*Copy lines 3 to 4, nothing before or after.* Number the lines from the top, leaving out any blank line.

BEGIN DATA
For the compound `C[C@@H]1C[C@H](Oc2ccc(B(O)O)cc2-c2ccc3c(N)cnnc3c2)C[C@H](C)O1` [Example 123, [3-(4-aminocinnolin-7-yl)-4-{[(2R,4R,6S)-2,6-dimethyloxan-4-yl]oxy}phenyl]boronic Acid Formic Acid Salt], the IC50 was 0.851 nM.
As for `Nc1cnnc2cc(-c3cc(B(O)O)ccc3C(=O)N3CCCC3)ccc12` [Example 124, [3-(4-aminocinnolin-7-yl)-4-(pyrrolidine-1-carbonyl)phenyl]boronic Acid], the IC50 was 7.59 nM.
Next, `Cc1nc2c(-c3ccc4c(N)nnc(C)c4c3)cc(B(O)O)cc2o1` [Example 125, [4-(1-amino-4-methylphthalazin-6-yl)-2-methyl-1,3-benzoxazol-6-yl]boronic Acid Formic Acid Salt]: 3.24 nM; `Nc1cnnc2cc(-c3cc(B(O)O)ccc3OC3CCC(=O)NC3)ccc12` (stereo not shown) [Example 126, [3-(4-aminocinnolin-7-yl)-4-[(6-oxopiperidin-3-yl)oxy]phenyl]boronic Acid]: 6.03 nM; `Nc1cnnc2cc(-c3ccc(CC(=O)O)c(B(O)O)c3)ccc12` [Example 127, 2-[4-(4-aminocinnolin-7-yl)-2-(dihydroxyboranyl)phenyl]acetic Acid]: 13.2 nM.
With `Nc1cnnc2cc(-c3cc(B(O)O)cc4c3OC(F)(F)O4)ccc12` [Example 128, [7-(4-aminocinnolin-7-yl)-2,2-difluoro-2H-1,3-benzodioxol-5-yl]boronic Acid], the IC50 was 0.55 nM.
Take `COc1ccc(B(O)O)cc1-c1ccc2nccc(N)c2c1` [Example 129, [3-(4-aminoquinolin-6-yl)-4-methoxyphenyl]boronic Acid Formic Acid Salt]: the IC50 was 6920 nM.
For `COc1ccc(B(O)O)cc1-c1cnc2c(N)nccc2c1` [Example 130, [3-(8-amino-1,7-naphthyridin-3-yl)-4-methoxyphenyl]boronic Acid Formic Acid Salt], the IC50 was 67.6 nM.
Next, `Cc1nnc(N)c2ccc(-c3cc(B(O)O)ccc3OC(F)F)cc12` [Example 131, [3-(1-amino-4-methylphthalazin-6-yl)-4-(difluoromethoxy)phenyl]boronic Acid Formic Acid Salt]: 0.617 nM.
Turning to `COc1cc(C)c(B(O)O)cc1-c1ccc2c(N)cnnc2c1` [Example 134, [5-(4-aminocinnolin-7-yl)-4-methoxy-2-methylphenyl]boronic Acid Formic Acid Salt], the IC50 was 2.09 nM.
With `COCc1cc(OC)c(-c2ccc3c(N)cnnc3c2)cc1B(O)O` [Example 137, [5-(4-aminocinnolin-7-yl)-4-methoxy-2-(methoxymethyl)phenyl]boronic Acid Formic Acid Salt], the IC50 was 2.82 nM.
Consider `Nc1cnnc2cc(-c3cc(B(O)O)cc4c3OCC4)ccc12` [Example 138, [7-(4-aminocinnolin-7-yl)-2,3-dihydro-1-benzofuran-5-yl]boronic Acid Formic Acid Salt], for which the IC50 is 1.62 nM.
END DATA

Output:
Next, `Cc1nc2c(-c3ccc4c(N)nnc(C)c4c3)cc(B(O)O)cc2o1` [Example 125, [4-(1-amino-4-methylphthalazin-6-yl)-2-methyl-1,3-benzoxazol-6-yl]boronic Acid Formic Acid Salt]: 3.24 nM; `Nc1cnnc2cc(-c3cc(B(O)O)ccc3OC3CCC(=O)NC3)ccc12` (stereo not shown) [Example 126, [3-(4-aminocinnolin-7-yl)-4-[(6-oxopiperidin-3-yl)oxy]phenyl]boronic Acid]: 6.03 nM; `Nc1cnnc2cc(-c3ccc(CC(=O)O)c(B(O)O)c3)ccc12` [Example 127, 2-[4-(4-aminocinnolin-7-yl)-2-(dihydroxyboranyl)phenyl]acetic Acid]: 13.2 nM.
With `Nc1cnnc2cc(-c3cc(B(O)O)cc4c3OC(F)(F)O4)ccc12` [Example 128, [7-(4-aminocinnolin-7-yl)-2,2-difluoro-2H-1,3-benzodioxol-5-yl]boronic Acid], the IC50 was 0.55 nM.